It’s difficult to do a city as diverse and energetic as Liverpool justice in 80 minutes, but LOVE, LIVERPOOL does just that. In this socially distanced performance at the Playhouse, the five cast members showcase some of the city’s finest landmarks, the all-encompassing sense of community, and of course a demonstration of the phrases that only really sound right coming from a Scouser- in short, it’s boss.
Incorporating a myriad of background projections and clever use of simple but effective staging, we start our journey on a train through the Wirral heading for Liverpool. It is a somewhat slow start as the audience are allowed short glimpses into the lives of the characters through varying individual monologues. From a mother recalling when her daughters were young, to a man who really just wants to hang out with a friend at the pub, we see a catalogue of characters we empathise and sympathise with as the play unfolds.
Love, Liverpool is based upon a collection of Everyman Theatre podcasts that began back during the first lockdown where people of Liverpool told their favourite stories of life in the city. Stories of love, hope, loss, and friendship from the past and present which have been brought to the stage with staggering grace and humanity.
Many stories are delicately woven together in this performance teeming with skill, as actors migrate from character to character with ease and conviction. It’s a testament to the quality of the acting that the audience don’t get lost throughout what could seem to be random interjections, perhaps aimed at embodying the chaos and hubbub of a city, and that a plot slowly forms between characters.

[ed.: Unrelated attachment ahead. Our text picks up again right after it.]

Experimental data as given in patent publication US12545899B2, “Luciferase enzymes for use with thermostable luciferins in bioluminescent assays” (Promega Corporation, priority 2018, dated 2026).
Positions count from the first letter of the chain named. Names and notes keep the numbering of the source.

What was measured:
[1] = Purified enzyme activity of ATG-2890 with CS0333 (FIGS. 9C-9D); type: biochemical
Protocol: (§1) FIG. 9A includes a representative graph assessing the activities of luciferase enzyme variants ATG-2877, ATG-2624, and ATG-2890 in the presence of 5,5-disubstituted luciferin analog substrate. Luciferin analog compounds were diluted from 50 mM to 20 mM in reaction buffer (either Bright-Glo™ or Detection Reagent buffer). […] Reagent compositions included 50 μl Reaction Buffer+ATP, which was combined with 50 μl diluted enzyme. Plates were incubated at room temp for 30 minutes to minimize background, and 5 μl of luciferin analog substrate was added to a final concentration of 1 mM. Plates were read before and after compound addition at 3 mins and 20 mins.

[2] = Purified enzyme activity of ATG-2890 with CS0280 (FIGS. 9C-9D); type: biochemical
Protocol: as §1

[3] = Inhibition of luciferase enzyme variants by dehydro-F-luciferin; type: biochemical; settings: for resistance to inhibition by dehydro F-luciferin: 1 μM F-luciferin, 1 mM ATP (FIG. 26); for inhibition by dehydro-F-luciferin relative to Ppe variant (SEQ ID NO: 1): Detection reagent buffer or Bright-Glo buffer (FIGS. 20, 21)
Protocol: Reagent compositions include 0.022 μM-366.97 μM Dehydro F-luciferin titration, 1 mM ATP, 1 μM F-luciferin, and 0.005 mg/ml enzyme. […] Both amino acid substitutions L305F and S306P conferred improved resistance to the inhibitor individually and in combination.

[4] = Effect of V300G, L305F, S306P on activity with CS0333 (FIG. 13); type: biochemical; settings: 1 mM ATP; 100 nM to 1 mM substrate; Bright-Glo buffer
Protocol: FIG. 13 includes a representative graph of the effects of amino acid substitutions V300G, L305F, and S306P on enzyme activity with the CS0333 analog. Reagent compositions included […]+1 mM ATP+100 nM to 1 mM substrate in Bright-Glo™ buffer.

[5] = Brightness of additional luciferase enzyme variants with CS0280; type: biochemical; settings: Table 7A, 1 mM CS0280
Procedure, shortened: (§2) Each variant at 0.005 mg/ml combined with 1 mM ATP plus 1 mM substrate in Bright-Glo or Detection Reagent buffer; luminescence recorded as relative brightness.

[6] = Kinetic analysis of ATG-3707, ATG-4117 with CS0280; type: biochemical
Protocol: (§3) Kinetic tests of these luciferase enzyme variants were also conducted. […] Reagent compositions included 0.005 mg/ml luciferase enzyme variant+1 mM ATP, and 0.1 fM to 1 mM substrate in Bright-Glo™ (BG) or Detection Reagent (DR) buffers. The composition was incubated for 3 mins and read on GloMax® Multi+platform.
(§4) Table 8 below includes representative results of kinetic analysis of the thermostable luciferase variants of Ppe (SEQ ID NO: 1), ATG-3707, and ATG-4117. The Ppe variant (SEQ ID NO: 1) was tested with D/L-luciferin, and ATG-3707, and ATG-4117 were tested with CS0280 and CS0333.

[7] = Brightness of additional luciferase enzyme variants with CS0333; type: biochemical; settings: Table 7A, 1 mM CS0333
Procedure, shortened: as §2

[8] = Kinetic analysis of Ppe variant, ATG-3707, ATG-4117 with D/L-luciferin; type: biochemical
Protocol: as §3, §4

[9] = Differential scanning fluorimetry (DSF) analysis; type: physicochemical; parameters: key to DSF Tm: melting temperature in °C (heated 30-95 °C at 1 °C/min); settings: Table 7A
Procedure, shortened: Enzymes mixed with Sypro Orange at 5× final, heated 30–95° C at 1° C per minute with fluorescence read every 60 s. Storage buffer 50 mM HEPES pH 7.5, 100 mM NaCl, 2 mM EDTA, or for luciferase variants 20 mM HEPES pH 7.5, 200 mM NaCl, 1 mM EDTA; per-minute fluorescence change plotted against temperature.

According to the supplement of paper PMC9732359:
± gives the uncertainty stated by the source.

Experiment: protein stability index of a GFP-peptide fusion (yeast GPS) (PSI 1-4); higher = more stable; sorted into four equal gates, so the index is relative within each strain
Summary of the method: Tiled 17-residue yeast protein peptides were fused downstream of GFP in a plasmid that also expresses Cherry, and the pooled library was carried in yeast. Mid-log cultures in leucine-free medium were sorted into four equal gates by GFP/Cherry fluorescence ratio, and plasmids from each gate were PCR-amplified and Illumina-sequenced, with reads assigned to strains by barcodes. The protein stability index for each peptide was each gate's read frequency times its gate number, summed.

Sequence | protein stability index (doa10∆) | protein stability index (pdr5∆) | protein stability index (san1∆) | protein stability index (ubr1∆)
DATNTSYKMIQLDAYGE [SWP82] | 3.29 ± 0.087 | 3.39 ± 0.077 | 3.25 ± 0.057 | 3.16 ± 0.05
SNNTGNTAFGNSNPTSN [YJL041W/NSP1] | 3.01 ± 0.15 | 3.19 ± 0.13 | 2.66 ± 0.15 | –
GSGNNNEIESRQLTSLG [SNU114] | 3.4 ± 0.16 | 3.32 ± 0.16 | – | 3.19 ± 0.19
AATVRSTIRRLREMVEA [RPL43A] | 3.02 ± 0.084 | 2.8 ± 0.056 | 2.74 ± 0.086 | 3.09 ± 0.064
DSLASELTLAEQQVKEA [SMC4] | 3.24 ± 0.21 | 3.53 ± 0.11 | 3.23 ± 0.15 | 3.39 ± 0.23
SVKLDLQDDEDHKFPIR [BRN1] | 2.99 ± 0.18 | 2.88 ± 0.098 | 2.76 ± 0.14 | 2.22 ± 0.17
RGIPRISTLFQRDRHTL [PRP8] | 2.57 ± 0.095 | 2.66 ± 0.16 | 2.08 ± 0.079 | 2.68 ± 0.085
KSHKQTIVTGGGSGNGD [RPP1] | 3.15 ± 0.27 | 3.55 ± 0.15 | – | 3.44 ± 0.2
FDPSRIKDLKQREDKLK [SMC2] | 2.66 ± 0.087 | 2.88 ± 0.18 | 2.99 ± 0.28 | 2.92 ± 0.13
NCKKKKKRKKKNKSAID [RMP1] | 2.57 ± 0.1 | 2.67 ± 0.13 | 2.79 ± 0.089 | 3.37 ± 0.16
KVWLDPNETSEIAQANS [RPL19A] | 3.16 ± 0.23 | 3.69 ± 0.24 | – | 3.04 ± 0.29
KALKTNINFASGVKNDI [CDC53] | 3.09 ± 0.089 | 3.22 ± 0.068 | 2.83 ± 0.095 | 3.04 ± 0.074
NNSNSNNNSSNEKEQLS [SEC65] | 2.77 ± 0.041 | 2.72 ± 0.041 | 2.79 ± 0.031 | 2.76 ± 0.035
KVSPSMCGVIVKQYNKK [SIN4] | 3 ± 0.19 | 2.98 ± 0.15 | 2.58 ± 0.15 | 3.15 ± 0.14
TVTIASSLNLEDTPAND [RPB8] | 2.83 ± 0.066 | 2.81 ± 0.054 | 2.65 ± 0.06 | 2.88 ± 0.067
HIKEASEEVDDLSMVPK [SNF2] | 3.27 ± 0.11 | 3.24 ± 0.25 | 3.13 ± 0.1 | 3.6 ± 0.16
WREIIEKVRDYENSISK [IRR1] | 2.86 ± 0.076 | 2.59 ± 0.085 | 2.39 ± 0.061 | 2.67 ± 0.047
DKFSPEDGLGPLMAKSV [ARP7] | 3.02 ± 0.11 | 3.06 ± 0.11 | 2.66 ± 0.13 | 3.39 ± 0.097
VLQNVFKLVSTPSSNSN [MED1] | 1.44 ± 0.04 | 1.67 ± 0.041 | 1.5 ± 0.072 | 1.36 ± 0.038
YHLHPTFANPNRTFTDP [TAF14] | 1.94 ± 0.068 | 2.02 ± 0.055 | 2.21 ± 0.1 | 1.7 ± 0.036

Lighting techniques and minimal props allow the audience to focus on the actors as they reel us into their characters’ lives. Dynamic use of multi-media in the form of projections and videos brings another dimension to the production inviting us into other stories, creating a bustling world that absorbs the audience into Liverpool’s community.
Love, Liverpool captures happiness and joy with enthusiasm- Aron Julius’ performance on his home in Toxteth is electrifying- but still seeks to remind that reality isn’t always sunny. The uglier side of things is dealt with in raw performances from Julius and Nathan McMullen, deftly reminding the audience that whilst modern times strive to be accepting, tensions still bubble under the surface around race and homophobia.
We see how mental health can affect anyone at any time in their life and that sometimes it takes something unexpected to get you back on your feet. McMullen and Jennifer Varda deliver wonderful emotionally charged performances that bring the audience back down to earth yet are peppered with wit and humour.
Love, Liverpool is moving and engaging with more than a little humour to take the edge off, it makes you feel proud to be part of such an enigmatic city full of every kind of person and it’ll probably make you want to incorporate ‘sound’ into your everyday vocabulary.